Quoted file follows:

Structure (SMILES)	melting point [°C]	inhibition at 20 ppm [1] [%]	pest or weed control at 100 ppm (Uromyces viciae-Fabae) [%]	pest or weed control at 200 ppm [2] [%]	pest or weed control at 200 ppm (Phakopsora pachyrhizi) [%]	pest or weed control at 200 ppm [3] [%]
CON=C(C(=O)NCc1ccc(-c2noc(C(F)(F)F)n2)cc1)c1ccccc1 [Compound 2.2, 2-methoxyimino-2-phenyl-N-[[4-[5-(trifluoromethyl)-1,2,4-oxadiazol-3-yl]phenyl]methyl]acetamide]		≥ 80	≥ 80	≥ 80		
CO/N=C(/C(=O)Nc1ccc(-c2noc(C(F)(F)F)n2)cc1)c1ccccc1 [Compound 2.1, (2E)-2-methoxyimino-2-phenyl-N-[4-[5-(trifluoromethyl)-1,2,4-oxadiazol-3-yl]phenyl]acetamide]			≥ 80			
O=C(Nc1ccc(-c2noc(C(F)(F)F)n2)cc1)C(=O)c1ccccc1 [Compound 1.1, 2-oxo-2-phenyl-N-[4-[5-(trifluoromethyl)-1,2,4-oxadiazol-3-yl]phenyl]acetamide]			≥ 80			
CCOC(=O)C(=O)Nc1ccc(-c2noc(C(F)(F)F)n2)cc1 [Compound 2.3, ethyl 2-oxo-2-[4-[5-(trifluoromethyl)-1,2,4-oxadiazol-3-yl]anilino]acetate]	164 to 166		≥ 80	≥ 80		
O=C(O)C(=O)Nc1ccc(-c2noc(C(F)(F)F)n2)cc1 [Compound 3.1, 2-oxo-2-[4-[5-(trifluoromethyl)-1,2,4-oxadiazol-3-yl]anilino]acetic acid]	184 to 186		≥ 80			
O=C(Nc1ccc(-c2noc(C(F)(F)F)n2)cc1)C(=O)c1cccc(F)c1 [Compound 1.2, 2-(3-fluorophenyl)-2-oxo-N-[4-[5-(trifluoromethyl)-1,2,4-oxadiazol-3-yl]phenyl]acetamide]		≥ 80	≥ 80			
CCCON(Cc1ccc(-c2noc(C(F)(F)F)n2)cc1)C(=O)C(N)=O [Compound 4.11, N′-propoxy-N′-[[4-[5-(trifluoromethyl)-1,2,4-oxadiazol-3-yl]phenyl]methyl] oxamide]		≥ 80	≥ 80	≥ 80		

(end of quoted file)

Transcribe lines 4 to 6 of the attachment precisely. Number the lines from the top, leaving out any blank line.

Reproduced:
O=C(Nc1ccc(-c2noc(C(F)(F)F)n2)cc1)C(=O)c1ccccc1 [Compound 1.1, 2-oxo-2-phenyl-N-[4-[5-(trifluoromethyl)-1,2,4-oxadiazol-3-yl]phenyl]acetamide]			≥ 80			
CCOC(=O)C(=O)Nc1ccc(-c2noc(C(F)(F)F)n2)cc1 [Compound 2.3, ethyl 2-oxo-2-[4-[5-(trifluoromethyl)-1,2,4-oxadiazol-3-yl]anilino]acetate]	164 to 166		≥ 80	≥ 80		
O=C(O)C(=O)Nc1ccc(-c2noc(C(F)(F)F)n2)cc1 [Compound 3.1, 2-oxo-2-[4-[5-(trifluoromethyl)-1,2,4-oxadiazol-3-yl]anilino]acetic acid]	184 to 186		≥ 80			